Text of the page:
A small group of Harvard students, backed by a national grass-roots student organization, has taken a very public stand against Teach for America. In a letter last month, they urged President Drew Faust to block TFA from recruiting on campus unless the group makes major changes – including repudiating key corporate sponsors and pledging to send its recruits only to districts with a teacher shortage. TFA’s co-CEOs, Elisa Villanueva Beard and Matthew Kramer, have posted an open letter [ http://bit.ly/1rQxrUX] offering to sit down with the growing number of TFA critics on campuses across the country. The two write that they see such dialog as “essential to shift the education conversation in a positive direction.” Student activists promised a “more escalated national action” if things don’t change.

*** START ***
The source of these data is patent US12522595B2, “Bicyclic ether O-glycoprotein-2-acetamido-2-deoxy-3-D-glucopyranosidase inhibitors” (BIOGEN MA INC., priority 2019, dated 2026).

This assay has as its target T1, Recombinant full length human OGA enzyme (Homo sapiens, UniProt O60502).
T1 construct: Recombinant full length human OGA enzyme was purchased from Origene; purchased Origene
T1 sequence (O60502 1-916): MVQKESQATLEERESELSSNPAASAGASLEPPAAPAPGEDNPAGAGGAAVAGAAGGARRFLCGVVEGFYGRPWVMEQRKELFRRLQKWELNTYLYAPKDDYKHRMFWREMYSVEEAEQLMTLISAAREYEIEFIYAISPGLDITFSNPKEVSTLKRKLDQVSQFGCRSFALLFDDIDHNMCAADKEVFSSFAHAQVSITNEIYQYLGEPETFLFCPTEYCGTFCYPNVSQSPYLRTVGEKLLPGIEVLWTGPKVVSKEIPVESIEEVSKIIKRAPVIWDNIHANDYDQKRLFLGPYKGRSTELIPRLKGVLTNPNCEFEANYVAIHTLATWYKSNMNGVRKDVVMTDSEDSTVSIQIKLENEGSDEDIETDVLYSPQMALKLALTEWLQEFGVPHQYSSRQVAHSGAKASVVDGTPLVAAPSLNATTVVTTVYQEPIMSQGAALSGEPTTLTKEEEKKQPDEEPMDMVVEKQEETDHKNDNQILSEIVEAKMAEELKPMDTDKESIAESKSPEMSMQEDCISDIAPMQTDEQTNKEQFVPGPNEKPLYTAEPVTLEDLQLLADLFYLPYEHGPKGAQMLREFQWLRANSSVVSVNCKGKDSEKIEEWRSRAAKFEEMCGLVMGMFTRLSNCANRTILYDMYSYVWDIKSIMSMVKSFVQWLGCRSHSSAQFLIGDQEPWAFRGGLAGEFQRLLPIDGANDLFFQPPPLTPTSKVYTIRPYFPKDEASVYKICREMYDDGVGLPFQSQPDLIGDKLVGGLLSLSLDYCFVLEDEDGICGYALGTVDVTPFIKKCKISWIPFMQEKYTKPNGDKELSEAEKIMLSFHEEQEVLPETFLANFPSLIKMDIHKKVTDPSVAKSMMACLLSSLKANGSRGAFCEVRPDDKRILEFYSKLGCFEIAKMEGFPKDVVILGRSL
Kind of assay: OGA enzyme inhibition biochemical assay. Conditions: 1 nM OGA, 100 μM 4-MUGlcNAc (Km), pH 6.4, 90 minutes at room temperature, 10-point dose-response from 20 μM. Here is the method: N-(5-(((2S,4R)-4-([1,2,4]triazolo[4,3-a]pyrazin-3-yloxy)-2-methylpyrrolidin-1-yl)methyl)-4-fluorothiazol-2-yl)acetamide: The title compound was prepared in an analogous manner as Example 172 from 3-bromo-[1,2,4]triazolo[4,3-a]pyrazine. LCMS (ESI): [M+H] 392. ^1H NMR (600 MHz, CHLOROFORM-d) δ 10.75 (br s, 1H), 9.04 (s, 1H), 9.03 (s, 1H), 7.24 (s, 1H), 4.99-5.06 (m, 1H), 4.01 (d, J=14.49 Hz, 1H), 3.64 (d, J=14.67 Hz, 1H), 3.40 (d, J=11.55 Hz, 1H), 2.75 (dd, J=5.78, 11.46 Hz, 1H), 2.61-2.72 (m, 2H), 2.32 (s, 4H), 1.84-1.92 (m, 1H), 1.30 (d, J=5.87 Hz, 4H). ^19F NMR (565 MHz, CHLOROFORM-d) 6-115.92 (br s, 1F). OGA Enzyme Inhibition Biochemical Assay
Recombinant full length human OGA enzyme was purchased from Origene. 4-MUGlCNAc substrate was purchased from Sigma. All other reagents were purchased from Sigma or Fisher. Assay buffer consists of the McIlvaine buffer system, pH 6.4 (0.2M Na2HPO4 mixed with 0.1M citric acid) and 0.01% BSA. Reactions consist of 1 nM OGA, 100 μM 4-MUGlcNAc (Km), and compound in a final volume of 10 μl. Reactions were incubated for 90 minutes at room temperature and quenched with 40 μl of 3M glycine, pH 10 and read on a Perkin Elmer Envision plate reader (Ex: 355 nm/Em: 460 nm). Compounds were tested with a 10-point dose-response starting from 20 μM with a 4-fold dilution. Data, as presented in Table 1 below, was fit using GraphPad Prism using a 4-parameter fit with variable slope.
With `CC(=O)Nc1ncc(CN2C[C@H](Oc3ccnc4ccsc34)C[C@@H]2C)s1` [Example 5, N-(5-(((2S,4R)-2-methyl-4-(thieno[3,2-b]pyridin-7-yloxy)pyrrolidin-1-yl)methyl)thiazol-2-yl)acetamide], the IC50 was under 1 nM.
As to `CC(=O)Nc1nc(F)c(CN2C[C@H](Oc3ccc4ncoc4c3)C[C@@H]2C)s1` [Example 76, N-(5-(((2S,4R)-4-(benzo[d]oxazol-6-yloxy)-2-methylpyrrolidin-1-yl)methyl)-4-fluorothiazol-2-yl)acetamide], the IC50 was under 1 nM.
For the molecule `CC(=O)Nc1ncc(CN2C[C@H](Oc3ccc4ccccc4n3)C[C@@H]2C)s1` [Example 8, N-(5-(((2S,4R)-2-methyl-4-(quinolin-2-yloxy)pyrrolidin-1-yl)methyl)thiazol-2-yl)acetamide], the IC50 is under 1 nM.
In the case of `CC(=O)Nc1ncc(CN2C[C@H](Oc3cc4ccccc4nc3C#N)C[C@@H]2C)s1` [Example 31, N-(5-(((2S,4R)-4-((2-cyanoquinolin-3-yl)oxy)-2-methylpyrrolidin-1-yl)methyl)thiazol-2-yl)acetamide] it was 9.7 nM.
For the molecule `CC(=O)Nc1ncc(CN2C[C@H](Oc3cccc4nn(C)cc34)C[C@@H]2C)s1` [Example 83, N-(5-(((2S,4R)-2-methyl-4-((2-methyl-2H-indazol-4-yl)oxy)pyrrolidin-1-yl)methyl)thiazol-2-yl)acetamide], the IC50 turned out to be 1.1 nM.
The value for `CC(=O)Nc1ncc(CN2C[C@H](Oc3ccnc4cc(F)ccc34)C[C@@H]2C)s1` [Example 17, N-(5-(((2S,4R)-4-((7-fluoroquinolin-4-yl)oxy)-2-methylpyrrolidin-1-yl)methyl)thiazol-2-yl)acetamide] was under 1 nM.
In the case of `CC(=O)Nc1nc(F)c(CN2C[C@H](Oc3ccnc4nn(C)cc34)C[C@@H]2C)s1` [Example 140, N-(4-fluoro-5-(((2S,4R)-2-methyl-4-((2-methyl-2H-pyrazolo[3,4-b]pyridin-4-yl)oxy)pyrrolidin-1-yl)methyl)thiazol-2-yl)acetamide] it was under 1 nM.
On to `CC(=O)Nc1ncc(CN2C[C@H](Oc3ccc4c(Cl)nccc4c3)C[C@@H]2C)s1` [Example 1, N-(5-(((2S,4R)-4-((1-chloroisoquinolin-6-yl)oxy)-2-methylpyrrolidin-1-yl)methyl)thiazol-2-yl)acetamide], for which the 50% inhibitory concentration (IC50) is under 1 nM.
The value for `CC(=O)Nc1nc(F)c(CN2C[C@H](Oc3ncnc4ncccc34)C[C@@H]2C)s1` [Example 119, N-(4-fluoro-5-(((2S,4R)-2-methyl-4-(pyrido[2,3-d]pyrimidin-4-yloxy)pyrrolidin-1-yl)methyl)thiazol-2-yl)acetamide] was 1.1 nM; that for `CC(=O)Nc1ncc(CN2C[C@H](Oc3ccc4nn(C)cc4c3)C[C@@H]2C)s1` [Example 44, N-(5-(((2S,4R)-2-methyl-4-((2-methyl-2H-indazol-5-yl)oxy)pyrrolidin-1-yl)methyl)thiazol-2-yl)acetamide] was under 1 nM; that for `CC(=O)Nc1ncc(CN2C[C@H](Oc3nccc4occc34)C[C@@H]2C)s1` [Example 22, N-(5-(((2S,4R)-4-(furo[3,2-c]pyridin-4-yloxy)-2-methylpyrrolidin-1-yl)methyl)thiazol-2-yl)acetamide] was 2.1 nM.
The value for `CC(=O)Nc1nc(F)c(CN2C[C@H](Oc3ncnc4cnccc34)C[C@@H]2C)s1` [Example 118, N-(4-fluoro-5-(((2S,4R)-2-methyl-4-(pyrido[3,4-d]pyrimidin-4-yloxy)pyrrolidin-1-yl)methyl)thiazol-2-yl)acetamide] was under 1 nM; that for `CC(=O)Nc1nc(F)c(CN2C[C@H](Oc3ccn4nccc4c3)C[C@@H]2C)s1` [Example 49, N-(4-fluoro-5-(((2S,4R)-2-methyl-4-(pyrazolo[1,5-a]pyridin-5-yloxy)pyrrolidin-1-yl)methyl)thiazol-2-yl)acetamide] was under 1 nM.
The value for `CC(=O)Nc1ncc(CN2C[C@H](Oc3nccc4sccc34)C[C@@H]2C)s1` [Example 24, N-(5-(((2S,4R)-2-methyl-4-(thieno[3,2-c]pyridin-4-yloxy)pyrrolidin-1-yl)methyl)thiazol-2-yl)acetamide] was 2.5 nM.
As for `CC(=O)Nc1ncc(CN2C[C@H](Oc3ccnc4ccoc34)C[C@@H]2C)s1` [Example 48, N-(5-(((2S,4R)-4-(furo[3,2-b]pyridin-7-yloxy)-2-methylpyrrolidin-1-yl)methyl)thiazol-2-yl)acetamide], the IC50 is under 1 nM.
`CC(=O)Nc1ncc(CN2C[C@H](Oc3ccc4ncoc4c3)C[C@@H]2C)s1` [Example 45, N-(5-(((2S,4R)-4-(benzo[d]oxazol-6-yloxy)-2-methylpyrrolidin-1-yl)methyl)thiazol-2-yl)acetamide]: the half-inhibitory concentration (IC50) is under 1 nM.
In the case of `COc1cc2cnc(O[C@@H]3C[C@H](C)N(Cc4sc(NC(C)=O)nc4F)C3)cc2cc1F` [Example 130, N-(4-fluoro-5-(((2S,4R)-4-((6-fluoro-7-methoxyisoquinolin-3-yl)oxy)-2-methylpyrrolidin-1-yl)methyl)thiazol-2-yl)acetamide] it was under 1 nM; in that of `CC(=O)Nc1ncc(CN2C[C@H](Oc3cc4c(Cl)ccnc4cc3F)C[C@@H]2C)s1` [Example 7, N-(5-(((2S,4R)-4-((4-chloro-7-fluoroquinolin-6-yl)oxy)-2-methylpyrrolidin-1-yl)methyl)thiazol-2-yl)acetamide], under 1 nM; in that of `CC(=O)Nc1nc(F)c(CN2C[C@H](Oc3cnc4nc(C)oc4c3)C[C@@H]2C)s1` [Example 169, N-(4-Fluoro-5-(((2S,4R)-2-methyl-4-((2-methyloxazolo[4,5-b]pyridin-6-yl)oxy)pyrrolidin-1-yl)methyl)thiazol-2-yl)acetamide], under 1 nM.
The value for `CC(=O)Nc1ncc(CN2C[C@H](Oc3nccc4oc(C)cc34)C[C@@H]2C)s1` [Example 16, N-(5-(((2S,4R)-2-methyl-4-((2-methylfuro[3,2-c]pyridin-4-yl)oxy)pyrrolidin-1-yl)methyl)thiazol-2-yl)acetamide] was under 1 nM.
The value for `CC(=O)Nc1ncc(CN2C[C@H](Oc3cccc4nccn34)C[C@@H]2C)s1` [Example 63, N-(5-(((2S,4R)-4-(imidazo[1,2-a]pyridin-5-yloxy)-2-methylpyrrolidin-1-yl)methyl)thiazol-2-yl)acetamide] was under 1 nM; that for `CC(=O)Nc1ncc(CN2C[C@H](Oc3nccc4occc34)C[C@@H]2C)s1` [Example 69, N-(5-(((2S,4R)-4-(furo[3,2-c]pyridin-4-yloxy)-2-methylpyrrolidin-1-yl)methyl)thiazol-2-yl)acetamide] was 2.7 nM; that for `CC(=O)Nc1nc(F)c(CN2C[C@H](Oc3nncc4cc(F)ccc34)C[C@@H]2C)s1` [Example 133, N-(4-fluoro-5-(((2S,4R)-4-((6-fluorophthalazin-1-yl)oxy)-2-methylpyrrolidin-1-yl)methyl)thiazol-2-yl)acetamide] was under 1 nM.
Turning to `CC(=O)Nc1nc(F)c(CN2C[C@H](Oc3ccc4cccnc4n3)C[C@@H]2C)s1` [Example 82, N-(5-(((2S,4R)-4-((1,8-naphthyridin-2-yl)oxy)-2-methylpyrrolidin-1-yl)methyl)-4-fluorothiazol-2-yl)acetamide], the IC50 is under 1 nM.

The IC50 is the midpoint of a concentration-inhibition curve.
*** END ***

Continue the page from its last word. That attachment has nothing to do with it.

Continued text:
TFA’s leaders have already made significant changes. They’ve launched pilot programs to give some recruits more training and to encourage corps members to stay in the profession for more than two years. They’ve also stepped up TFA’s efforts to recruit minorities, veterans, mid-career professionals and first-generation college graduates. But the campus protest movement continues to grow, fueled by concern that a rotating cast of rookie teachers may hurt, rather than help, struggling schools – and by anger that TFA novices may be displacing veteran teachers in some districts. The response from Kramer and Villanueva Beard? “We believe that students are best served when principals have access to the most robust possible talent pipeline,” including TFA and myriad other teacher prep programs.
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